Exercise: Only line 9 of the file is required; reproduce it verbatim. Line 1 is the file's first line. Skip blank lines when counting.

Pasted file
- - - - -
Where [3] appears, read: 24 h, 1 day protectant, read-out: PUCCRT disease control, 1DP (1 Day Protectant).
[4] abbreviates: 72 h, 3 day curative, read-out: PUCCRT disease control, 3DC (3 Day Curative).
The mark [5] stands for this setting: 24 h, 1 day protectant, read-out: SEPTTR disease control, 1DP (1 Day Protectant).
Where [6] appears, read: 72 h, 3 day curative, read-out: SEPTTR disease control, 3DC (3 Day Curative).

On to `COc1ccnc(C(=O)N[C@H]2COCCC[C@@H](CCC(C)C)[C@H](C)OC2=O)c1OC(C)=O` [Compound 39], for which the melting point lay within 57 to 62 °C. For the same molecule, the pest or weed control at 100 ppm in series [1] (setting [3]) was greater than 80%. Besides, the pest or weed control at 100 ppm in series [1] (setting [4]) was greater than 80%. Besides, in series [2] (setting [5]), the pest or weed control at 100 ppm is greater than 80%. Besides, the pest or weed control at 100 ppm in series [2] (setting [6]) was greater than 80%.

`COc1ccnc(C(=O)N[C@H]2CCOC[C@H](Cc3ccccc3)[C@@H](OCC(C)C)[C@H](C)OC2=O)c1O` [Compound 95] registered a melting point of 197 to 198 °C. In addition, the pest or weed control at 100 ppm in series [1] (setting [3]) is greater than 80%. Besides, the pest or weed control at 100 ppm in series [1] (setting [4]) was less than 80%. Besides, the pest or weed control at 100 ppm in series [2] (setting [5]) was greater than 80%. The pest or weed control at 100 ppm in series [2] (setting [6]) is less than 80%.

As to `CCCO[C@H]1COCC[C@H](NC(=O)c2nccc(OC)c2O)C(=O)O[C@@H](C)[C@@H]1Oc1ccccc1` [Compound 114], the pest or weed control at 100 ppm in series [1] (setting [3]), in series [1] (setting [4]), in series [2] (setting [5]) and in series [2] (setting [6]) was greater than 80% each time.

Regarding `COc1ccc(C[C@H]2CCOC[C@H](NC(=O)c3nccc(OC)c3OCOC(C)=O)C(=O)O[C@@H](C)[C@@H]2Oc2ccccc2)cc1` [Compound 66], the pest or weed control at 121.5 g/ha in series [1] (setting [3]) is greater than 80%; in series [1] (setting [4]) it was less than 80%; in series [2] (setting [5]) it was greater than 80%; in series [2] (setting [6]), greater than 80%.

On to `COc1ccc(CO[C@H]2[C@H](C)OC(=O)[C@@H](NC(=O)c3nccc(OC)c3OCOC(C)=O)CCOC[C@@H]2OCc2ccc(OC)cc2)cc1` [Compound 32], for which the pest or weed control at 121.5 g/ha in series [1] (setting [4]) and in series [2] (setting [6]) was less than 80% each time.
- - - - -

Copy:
On to `COc1ccc(CO[C@H]2[C@H](C)OC(=O)[C@@H](NC(=O)c3nccc(OC)c3OCOC(C)=O)CCOC[C@@H]2OCc2ccc(OC)cc2)cc1` [Compound 32], for which the pest or weed control at 121.5 g/ha in series [1] (setting [4]) and in series [2] (setting [6]) was less than 80% each time.